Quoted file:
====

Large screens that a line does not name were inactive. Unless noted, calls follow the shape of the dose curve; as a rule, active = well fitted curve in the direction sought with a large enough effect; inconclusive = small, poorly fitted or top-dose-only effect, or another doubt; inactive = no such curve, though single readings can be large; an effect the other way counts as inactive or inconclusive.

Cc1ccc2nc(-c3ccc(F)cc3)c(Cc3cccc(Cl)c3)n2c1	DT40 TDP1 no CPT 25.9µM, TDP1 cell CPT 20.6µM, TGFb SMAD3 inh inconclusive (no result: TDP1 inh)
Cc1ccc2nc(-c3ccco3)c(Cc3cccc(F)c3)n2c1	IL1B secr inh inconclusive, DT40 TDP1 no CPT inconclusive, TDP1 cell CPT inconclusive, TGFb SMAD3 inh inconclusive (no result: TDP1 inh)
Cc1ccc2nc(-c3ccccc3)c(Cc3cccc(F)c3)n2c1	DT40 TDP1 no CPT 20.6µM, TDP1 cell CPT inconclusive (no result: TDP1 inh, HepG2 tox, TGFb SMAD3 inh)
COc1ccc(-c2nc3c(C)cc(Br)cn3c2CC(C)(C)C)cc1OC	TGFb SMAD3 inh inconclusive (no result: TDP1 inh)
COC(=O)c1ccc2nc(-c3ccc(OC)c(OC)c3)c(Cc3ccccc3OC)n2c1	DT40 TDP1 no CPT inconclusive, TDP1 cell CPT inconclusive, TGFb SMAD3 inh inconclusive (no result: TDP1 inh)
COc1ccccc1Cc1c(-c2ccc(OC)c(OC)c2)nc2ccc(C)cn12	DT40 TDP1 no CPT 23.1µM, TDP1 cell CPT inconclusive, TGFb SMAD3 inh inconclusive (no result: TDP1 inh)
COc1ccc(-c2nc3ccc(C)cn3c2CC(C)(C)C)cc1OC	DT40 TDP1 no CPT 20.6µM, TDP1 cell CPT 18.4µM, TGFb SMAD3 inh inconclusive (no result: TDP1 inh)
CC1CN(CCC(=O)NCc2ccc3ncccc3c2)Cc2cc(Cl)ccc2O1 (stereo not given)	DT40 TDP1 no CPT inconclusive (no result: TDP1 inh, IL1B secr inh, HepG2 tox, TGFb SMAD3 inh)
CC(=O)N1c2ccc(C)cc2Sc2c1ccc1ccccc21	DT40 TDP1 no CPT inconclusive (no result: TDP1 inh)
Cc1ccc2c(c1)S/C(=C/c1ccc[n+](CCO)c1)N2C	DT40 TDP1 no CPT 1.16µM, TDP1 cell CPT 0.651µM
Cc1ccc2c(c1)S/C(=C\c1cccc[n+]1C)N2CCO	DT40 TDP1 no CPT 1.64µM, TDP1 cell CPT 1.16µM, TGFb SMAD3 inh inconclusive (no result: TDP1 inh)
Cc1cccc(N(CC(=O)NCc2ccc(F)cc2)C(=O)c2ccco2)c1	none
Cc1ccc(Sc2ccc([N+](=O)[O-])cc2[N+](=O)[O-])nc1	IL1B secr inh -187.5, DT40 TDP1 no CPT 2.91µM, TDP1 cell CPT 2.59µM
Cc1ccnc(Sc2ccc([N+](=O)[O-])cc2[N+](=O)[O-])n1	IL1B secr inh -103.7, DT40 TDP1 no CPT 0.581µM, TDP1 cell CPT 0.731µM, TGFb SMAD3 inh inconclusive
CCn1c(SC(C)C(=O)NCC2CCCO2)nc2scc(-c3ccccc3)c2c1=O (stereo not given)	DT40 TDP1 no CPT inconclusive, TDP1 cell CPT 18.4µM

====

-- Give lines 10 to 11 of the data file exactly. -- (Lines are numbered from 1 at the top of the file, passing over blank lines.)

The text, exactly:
CC(=O)N1c2ccc(C)cc2Sc2c1ccc1ccccc21	DT40 TDP1 no CPT inconclusive (no result: TDP1 inh)
Cc1ccc2c(c1)S/C(=C/c1ccc[n+](CCO)c1)N2C	DT40 TDP1 no CPT 1.16µM, TDP1 cell CPT 0.651µM